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Carleton University football player suspended 2 years for doping





Canada's leading anti-doping agency has issued a two-year sports suspension to a Carleton University football player who tested positive for a banned substance following last year's Panda Game.

Ravens defensive back Daniel McNicoll provided a urine sample to the Canadian Centre for Ethics in Sport (CCES) on Oct.1, 2016, the day Carleton took on the University of Ottawa in the annual cross-town classic. Test results revealed the presence of D- and L-amphetamine.

Amphetamine is a stimulant often used to treat attention deficit hyperactivity disorder (ADHD) and narcolepsy but can also lead to adverse effects, such as weight loss and insomnia. The substance is banned by the World Anti-Doping Agency.

'Surprised and disappointed'

'We do quite extensive education with our student athletes so we were quite upset that this happened.' - Jennifer Brenning, Dir. of Athletics, Carleton U.

"I was very surprised and disappointed," said Jennifer Brenning, the Director of Recreation and Athletics at Carleton University, who said McNicoll admitted to taking the brand-name drug Adderal without a prescription.

"We do quite extensive education with our student athletes so we were quite upset that this happened."

Daniel McNicoll

Fourth-year Carleton University Ravens football player Daniel McNicoll has been suspended from playing sports for two years. (Carleton University)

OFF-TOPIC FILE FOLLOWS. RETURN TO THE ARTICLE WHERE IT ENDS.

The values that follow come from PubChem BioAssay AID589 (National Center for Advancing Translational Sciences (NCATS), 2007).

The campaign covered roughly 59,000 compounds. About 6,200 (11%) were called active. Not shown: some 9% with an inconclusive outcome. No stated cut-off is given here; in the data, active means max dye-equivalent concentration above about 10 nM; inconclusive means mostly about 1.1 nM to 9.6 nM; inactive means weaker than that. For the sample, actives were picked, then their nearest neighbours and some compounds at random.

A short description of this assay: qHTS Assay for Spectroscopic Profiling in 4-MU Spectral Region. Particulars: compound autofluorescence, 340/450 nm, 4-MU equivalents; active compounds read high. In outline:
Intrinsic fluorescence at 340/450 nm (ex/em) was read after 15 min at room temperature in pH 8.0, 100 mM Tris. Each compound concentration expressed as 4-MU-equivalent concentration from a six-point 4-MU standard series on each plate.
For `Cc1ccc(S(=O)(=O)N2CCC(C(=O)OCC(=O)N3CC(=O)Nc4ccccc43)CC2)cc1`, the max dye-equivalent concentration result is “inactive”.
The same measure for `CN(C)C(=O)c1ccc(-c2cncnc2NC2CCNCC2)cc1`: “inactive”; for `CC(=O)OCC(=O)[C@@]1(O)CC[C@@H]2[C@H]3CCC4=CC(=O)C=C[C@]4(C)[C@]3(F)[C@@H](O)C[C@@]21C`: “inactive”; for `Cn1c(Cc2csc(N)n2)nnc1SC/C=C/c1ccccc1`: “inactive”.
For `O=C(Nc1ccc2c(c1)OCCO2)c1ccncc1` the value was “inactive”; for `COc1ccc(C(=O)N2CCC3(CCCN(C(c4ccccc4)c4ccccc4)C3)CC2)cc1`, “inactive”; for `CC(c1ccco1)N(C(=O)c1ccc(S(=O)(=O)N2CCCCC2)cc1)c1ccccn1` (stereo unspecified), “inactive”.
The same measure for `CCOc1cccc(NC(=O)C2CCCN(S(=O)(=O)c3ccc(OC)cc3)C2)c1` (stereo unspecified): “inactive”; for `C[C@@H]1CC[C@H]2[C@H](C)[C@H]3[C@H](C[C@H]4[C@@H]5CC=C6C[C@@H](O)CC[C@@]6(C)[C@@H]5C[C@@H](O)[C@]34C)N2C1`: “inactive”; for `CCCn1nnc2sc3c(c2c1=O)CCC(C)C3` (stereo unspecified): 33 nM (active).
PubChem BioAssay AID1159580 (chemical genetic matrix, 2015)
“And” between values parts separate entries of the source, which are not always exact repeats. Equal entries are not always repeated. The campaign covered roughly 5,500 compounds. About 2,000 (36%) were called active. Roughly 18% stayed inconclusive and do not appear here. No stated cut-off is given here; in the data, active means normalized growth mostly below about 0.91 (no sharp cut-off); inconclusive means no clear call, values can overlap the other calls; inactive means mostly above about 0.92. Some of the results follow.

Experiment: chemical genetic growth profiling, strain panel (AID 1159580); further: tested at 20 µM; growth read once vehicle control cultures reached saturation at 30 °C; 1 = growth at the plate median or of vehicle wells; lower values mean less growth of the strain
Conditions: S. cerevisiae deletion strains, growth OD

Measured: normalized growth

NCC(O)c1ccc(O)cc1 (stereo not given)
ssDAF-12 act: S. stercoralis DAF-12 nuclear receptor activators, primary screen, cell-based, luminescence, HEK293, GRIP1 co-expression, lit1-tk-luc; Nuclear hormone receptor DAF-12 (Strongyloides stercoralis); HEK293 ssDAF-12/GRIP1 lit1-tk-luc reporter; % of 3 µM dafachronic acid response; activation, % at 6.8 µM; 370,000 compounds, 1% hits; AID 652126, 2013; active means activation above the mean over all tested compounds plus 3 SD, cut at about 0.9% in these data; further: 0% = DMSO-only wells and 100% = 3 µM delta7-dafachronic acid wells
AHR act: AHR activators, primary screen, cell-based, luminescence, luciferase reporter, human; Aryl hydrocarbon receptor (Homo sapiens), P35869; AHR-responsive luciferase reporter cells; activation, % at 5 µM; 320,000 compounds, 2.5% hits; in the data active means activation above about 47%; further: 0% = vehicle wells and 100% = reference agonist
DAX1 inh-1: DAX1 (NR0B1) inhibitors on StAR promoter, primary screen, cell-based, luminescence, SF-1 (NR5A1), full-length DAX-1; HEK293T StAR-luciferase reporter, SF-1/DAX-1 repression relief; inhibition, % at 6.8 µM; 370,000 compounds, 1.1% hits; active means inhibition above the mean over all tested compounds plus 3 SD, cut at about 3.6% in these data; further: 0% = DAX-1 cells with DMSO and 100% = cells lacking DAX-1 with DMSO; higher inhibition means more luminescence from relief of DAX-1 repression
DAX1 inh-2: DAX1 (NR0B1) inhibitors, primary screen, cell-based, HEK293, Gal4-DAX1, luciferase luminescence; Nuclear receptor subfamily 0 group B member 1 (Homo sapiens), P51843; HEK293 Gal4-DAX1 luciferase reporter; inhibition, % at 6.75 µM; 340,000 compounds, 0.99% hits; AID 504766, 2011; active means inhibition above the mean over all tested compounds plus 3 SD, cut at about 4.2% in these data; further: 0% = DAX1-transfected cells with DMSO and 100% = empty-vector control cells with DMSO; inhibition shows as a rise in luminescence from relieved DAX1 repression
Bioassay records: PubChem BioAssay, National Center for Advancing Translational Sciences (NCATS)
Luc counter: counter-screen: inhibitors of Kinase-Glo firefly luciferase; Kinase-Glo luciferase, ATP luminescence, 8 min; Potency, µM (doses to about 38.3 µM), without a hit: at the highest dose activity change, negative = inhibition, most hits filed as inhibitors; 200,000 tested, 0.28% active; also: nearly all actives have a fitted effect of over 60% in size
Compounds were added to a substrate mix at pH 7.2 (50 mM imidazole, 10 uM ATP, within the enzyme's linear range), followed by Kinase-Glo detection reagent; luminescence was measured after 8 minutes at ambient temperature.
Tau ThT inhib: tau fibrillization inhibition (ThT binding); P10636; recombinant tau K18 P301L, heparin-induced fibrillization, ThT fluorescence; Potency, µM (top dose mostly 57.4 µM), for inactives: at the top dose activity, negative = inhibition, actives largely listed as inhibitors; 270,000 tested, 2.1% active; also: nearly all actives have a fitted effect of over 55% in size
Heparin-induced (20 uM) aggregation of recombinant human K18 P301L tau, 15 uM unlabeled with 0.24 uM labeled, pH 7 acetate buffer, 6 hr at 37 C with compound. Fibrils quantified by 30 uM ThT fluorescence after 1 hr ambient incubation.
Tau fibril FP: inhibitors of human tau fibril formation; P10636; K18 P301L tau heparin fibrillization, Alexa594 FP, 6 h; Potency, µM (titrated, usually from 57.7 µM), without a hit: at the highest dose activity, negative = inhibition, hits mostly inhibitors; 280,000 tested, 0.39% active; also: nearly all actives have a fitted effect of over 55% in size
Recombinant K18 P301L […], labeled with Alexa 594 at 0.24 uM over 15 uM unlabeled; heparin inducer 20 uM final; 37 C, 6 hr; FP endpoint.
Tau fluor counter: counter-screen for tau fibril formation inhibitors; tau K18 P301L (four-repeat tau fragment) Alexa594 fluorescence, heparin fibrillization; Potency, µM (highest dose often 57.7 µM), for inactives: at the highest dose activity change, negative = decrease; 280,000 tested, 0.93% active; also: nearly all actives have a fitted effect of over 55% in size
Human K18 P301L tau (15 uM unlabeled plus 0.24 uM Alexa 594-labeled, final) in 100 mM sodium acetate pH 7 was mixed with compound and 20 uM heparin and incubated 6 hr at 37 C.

This is the first time McNicoll has tested positive for a performance-enhancing drug according to the Canadian Centre for Ethics in Sport. 

He was issued an automatic two-year suspension from any sport that has signed onto the Canadian Anti-Doping Program. McNicoll's suspension will end Nov. 9, 2018. He waived his right to a hearing after learning the test results. 

"We met with Daniel several times. He's a very good student athlete. He admitted and was very remorseful and certainly took complete ownership of his actions, accepted the sanctions immediately," said Brenning.

Took drug to help studies

The CCES investigation also determined McNicoll did not actually use the drug to boost his performance on the field but rather in the classroom. 

"He had taken the substance not from a sport performance perspective," said Brenning. "He was in the middle of midterms and he took the substance for that purpose, to study."

According to the Ravens' website, McNicoll is a fourth-year civil engineering student at Carleton, who is from Hamilton. He joined the Carleton squad in 2013 when the football program was resurrected after being cancelled in 1998.

Brenning said even before the suspension, McNicoll was unsure whether he was going to rejoin the Ravens next fall because of his workload at school. She said in her 11 years at Carleton, this is the first time an athlete has been suspended for a doping infraction.


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